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Biography of J. A. Weatherman

J. A. WEATHERMAN. Among the prominent men of the county who have held the office of sheriff, none have filled it in a more efficient and satisfactory manner than has the subject of this sketch. He is an honored and respected citizen and, although young in years, is possessed of those advanced ideas and progressive principles which seem to be among the chief characteristics of the average Missourian. He is a product of Taney County, born December 7, 1859, and the eldest child born to the marriage of John and Matilda J. (Krithley) Weatherman. The grandfather, James Weatherman, was a native of the Keystone State, but at an early day came to Missouri, where he was among the first settlers of Taney County. He became well known all over the county and followed farming until his death, in 1885. He reared a large family (about eighteen children) and some are still living in this county, although a number moved to other States. In politics he was first an old-line Whig, but later became a Republican, remaining with the same until his death. He was a good citizen and contributed his full share toward the improvement of the county. John Weatherman, the father of our subject, became inured to pioneer life at an early age, for he was born in Missouri shortly after his parents settled here, and his education...

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Biography of John L. Cook

JOHN L. COOK. In scanning the lives and careers of the citizens of Swan Township, it is pleasant to note the exercise of enterprise in every walk of life, and the achievement of success in every department of business. Thus one is enabled to discern in the career of Mr. Cook, who has for man years been a successful farmer and stockraiser of Taney County. He was born one mile from where he now lives in 1841 and is a son of James and Catherine (Steward) Cook, natives of Simpson County, Kentucky, the former born about 1805 and the latter in 1803. The elder Cook was reared in his native county, secured a fair education for his day, and was there married to Miss Steward who accompanied him in 1838 to Taney County Missouri, the journey being made by wagon and occupying six weeks. They located in the woods on Swan Creek, when that region was sparsely settled, and improved a good farm on which he lived half a century, the wife dying about 1879 and he in 1888. They were Methodists for many years and no people were better respected in the community. Honorable and upright in every walk of life, the father’s character was above reproach. He was a Democrat in politics and was in sympathy with the South during the war, but did not take an...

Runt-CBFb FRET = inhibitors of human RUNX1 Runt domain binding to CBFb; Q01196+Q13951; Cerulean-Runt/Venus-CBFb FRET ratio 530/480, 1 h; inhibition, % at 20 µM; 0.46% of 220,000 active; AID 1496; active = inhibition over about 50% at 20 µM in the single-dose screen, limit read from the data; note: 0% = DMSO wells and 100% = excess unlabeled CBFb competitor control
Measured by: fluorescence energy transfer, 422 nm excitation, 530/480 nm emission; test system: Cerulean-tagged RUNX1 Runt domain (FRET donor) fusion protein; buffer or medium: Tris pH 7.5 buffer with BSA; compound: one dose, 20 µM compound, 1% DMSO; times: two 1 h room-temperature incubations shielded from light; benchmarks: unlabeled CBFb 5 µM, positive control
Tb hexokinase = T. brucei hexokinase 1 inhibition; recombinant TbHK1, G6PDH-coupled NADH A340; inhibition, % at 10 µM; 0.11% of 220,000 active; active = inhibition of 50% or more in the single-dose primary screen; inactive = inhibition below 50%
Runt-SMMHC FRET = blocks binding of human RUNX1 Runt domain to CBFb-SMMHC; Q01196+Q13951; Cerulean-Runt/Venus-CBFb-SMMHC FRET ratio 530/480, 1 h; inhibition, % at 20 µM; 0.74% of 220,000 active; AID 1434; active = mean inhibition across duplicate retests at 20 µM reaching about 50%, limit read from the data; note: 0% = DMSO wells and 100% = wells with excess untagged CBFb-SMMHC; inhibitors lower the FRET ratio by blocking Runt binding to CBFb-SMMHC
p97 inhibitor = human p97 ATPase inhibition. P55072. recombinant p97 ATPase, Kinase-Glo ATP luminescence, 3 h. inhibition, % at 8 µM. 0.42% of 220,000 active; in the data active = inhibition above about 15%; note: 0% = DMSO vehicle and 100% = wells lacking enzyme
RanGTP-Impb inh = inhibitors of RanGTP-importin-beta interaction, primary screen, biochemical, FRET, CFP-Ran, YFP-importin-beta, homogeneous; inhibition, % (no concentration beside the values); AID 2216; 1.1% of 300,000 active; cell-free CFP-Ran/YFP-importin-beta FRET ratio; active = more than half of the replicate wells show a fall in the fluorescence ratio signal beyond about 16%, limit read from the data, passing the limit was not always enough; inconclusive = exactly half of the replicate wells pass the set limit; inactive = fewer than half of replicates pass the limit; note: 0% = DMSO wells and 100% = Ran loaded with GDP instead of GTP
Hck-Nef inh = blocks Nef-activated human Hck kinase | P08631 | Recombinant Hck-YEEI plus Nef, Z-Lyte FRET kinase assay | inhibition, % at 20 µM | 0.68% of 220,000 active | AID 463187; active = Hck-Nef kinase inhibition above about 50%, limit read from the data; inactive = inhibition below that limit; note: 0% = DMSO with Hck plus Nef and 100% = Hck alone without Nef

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Biography of S. W. Boswell

S. W. BOSWELL, vice-president of Taney County Bank, and general business man of Forsyth, Missouri, was born in that city, October 15, 1860. He is a son of Levi and Louisa (Wilks) Boswell, both natives of Missouri, the father being born in Taney County. Levi Boswell, Sr., grandfather of our subject, was born in Tennessee, and came to this State at an early day, taking up land on Swan Creek, about sixteen miles from Forsyth. There he resided until 1861, when, on account of his political views he was obliged to remove to Greene County, Missouri, where he remained during the war. He located near Springfield, and there made his home until 1866. Previous to the war he held the office of sheriff of Taney County, and, returning to that county after the war, he was elected county treasurer by the Republican party, of which he was an ardent adherent, having previously been a Whig. For some time before the war he was in business at Forsyth, but farming was his principal occupation in life, and he accumulated a fair share of this world’s goods. He was twice married, and by his second marriage, which resulted in the birth of two children, the father of our subject was born, he being the elder. Mr. Boswell was a soldier in the War of 1812. During the latter part of his...

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Biography of Maj. Sampson Barker

MAJ. SAMPSON BARKER. Since 1869, when our subject became connected with the affairs of Taney County, he has enjoyed the reputation of being not only an able financier and talented and well-informed man of the county, but one noted for upright and honorable dealing, and seems to have been admirably fitted by nature for the calling of an agriculturist. He comes of a good old Virginia family, and was born in Scott County of that State November 30, 1832. He is a son of John S. and Sallie (Boyes) Barker, both natives of the Old Diminion, the father born in 1797 and the mother in 1807. The grandfather, Thomas Barker, the founder of the family in America, came from England prior to the Revolutionary War and fought bravely for independence. He was a captain under Shelby at King’s Mountain, and had his powder horn shot off during that battle. He died in Virginia after a long and useful life. The father of our subject reached man’s estate in Virginia, and was also a soldier in the Revolutionary War. He was captain under Scott at Lundy’s Lane. and later was stationed at an island off the coast of Virginia. He was married in his native State and made his home there during life. In connection with farming he raised fine stock, continuing this until seventy-three years of age. In politics...